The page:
“[T]he focus is on the president’s misconduct, asking a foreign government to interfere in our elections …I think all of the potential articles of impeachment are on the table [but] that will be a decision the Judiciary Committee makes, but the Judiciary Committee will have all the evidence,” he said on “Fox News Sunday.”

House Intelligence Committee Adam SchiffAdam Bennett SchiffRepublicans show little enthusiasm for impeachment witness swap Meadows: Republicans who break with Trump could face political repercussions Schiff: Senate cannot have 'meaningful trial' without Bolton MORE (D-Calif.), meanwhile, defended his committee obtaining phone records as part of his investigation, saying the decision had only gotten “blowback” from “the far-right.”

“The fact that Mr. [Devin] Nunes or [Rudy] Giuliani or others show up in this scheme doesn’t make them irrelevant, doesn’t give them a pass,” he said on CBS’ “Face the Nation.”

On the Republican side of the aisle, lawmakers continued their attack on the impeachment process and insisted Trump was acting on valid U.S. concerns in his dealings with Ukraine.

Sen. Ted CruzRafael (Ted) Edward CruzRepublicans show little enthusiasm for impeachment witness swap Texas House special election to gauge suburban mood Texas Democrats roll out plan to win state House in November MORE (R-Texas) blasted the inquiry as a “kangaroo court” on NBC’s “Meet the Press,” and said House Democrats were motivated by the fact that “they hate the president.”

"It’s going to go to the Senate, it's going to go nowhere. And I think the American people know this is a waste of time and this is Democrats putting on a circus," Cruz said.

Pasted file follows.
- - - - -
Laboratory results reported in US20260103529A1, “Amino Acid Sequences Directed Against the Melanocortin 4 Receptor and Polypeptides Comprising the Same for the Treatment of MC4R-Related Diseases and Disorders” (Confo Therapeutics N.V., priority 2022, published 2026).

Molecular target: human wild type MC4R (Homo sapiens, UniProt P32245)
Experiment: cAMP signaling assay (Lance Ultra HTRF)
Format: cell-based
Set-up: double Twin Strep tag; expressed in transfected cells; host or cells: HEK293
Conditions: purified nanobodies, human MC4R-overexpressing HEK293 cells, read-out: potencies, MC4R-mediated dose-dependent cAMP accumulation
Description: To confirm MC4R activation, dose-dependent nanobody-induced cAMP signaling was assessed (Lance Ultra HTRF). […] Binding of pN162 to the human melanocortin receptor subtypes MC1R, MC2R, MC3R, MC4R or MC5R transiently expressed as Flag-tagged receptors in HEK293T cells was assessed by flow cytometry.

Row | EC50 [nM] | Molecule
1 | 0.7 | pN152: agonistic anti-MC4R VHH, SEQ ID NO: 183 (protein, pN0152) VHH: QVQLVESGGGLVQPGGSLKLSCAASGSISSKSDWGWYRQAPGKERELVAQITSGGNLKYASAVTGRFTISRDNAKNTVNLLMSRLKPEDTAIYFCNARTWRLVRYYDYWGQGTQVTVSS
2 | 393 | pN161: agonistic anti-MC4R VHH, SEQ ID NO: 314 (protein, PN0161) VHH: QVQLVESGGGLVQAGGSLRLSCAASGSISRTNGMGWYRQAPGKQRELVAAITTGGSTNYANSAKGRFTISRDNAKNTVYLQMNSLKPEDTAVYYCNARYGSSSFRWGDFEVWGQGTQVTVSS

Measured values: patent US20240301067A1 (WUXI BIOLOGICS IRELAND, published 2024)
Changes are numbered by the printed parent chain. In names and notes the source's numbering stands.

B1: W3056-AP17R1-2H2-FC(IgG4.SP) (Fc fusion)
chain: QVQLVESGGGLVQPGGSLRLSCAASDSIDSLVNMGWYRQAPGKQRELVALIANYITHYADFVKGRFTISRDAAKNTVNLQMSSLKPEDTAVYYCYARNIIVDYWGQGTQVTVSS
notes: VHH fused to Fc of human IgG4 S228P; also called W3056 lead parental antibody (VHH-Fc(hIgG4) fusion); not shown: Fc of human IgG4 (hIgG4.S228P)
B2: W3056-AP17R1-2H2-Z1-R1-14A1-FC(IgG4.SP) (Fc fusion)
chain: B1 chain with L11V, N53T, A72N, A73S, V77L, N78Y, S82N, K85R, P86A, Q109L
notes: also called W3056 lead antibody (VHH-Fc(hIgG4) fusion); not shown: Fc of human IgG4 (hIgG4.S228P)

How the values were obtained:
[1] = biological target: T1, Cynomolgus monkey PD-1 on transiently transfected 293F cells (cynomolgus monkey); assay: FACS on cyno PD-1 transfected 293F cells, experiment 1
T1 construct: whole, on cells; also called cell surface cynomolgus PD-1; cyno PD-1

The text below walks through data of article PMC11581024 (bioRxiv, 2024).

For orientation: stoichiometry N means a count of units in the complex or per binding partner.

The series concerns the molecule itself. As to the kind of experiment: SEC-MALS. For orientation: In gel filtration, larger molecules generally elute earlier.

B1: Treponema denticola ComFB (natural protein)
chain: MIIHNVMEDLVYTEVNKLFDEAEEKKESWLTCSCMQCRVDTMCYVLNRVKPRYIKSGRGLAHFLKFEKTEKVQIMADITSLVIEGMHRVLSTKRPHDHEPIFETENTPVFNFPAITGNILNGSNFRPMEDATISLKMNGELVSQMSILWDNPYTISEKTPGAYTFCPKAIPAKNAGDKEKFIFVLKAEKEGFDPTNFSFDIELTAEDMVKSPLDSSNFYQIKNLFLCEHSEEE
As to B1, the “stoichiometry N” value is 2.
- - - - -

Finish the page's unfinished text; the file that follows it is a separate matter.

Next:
Rep. Matt GaetzMatthew (Matt) GaetzGaetz in Twitter battle with Florida House Republican Apple under pressure to unlock Pensacola shooter's phones Conservatives slam Warren's call to put transgender women in women's prisons MORE (R-Fla.), one of Trump’s most vocal allies in the House, defended his communications with Ukrainian President Volodymyr Zelensky as motivated by a sincere desire to combat corruption in the country.

"I think the president was acting on a sincere, longly held view and skepticism of foreign aid," Gaetz said on ABC’s “This Week.” "I think he was acting on concern about Ukraine being the third-most corrupt country in the world."

Rep. Mark MeadowsMark Randall Meadows Meadows: Bolton manuscript leaked 'to manipulate' senators over witness vote Meadows: Republicans who break with Trump could face political repercussions Trump legal team begins second day of arguments under Bolton furor MORE (R-N.C.), chair of the House Freedom Caucus, also defended Trump and said he was skeptical any Republicans would vote to impeach.

Meadows also pushed back on Republican Reps. Mac ThornberryWilliam (Mac) McClellan ThornberryBroad, bipartisan rebuke for proposal to pull troops from Africa Lawmakers push back at Pentagon's possible Africa drawdown GOP senator on Trump soliciting foreign interference: 'Those are just statements' MORE (Texas) and Michael Turner’s (Ohio) characterization of Trump’s call with Zelensky as “inappropriate” and “alarming,” saying his colleagues “are wrong.”

“I was in the [closed-door] depositions,” Meadows said on “State of the Union” Sunday. “There’s a big difference between what is being alleged ... and what actually happened.”